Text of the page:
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Monday, May 4, 2015
What we can learn from a burrito-maker
If you hadn't heard the news, Chipotle, the burrito chain, has declared that it'll be "GMO-free". While some are celebrating at this bold marketing move, others have accurately pointed out that this company capitalizing on anti-science hysteria. It's not really a surprise: Chipotle's demonization of industrial agriculture as a marketing stance is old news. GMOs just happen to be the convenient scapegoat.
And to be fair - Chipotle is perfectly within its rights to change their ingredient sourcing. They can certainly adopt these arbitrary production practices - efficient or otherwise - to cater to the whims of their customer base (while simultaneously creating a cultural divide). Despite what some entitled folks may think: Chipotle burritos are not an essential food group.
But what we can learn here is the tricky burden of carrying a label. One of more commonly used bromides used by the "Just Label It" campaign to get legally mandated labeling of foods containing genetically modified ingredients is that it's cheap. Just a label. Why fight it?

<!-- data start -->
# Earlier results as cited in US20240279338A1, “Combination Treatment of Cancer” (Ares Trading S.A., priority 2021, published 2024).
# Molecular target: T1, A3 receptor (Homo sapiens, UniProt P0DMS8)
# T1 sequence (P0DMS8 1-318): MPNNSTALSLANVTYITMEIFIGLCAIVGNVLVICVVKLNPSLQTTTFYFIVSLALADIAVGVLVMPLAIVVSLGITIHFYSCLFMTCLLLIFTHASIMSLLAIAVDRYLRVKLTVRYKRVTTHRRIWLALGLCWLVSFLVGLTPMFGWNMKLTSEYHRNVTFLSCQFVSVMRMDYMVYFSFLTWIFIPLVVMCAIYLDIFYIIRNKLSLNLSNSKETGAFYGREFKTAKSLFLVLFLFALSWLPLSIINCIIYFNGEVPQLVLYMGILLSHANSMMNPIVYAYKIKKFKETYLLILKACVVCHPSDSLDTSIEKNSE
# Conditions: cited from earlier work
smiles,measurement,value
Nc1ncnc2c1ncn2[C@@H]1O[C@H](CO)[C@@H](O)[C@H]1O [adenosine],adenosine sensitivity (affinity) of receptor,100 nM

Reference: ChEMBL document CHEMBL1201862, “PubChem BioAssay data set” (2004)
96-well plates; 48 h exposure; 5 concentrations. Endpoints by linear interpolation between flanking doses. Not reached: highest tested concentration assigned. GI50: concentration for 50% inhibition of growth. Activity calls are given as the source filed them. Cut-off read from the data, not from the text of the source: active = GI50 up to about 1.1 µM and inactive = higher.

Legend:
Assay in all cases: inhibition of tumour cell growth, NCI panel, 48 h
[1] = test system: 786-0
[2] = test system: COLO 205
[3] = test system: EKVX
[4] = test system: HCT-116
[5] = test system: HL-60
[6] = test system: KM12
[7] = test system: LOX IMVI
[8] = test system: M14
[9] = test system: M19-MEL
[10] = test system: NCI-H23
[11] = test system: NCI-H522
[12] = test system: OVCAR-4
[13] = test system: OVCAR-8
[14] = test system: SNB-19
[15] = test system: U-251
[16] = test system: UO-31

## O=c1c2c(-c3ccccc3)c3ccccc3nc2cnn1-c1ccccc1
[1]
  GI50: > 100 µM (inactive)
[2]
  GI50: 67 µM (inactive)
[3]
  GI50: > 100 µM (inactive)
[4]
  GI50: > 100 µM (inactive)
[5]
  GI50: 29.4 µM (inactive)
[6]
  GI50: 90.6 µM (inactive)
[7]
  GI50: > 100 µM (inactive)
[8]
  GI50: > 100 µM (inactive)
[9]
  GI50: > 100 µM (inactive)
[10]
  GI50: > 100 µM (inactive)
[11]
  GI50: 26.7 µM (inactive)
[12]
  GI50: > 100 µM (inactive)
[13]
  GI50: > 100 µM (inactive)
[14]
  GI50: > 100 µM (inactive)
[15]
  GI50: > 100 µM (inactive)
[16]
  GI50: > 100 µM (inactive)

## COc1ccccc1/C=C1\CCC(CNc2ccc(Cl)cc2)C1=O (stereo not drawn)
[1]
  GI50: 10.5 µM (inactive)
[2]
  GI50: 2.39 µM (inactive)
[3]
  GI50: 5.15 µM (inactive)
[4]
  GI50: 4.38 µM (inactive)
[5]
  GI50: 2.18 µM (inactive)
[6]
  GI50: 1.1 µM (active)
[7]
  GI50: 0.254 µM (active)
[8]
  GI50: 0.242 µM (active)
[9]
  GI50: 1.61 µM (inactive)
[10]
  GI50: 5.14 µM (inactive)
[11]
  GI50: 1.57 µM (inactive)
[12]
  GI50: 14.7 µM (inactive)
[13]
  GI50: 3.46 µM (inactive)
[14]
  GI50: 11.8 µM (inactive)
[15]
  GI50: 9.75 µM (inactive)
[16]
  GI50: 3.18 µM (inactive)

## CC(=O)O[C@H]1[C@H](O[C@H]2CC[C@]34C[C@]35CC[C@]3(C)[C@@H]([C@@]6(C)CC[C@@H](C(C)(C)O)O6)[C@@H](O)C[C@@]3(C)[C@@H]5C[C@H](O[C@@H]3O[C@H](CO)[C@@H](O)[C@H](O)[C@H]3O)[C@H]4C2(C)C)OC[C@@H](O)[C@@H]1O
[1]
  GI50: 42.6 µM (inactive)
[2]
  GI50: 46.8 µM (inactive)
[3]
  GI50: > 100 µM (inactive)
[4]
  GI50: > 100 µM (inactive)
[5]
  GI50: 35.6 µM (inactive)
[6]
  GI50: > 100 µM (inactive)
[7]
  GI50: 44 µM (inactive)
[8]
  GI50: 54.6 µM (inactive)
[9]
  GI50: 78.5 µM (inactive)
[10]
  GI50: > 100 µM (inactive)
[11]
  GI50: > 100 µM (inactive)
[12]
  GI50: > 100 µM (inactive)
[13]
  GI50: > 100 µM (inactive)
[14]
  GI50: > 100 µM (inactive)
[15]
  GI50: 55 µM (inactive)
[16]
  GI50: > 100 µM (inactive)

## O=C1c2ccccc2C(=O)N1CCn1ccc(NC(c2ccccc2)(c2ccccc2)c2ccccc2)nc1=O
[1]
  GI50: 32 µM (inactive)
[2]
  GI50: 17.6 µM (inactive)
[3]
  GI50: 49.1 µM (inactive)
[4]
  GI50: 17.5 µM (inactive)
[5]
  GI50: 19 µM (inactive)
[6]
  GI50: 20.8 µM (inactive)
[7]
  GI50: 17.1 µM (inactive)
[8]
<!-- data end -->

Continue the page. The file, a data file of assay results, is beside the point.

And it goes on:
Well, had that law been passed, could Chipotle declare itself "GMO-free"? As many point out, the chain is keeping high fructose corn syrup sweetened sodas and standard cheese - which are products of the transgenic technology. The hypocrisy can exist because we aren't invested in an infrastructure to inspect for this - that'd be a waste of taxpayer money. As the question isn't something that is chemically detectible at the end - glucose is glucose whether is degraded from sugar cane or Bt corn - then it's the process that is in question. And monitoring that isn't easy. Try earning a kosher label. Moreover, as with any law, we should consider what penalties are in store for violators.
Arguably, Chipotle is violating truth in advertising laws, but we have bigger problems to deal with. And if you don't understand why sensible people are fighting against mandatory labeling laws (note, not "against labeling" per se, as it is often shortened to), then this is an example that illustrates the bureaucratic madness such laws portend. And "Certified Organic" is a big enough waste of money and time.
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